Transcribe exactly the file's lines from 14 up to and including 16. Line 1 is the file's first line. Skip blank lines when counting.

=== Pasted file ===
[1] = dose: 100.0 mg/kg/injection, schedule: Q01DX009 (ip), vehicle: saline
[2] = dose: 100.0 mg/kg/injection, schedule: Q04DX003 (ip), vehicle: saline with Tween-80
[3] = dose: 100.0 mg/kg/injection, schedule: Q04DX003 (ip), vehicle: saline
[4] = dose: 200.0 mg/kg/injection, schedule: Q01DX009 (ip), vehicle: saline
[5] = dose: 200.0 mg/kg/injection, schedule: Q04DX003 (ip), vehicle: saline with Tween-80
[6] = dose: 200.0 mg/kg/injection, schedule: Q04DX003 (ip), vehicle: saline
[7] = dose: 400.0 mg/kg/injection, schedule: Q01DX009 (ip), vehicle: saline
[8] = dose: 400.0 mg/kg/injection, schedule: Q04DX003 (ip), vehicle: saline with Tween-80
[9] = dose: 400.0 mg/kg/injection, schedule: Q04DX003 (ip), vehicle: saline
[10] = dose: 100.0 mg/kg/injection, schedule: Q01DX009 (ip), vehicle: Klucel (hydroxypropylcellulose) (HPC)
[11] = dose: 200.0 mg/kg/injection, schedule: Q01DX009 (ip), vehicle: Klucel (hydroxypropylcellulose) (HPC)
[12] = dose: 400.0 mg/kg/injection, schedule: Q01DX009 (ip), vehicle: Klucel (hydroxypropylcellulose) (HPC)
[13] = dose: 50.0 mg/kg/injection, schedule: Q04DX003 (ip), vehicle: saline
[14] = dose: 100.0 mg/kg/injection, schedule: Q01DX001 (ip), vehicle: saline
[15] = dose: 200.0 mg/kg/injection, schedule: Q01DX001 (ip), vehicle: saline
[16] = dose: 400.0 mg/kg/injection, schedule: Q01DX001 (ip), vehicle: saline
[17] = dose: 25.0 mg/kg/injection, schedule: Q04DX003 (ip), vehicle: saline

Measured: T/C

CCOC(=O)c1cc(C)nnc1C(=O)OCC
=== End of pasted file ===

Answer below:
[14] = dose: 100.0 mg/kg/injection, schedule: Q01DX001 (ip), vehicle: saline
[15] = dose: 200.0 mg/kg/injection, schedule: Q01DX001 (ip), vehicle: saline
[16] = dose: 400.0 mg/kg/injection, schedule: Q01DX001 (ip), vehicle: saline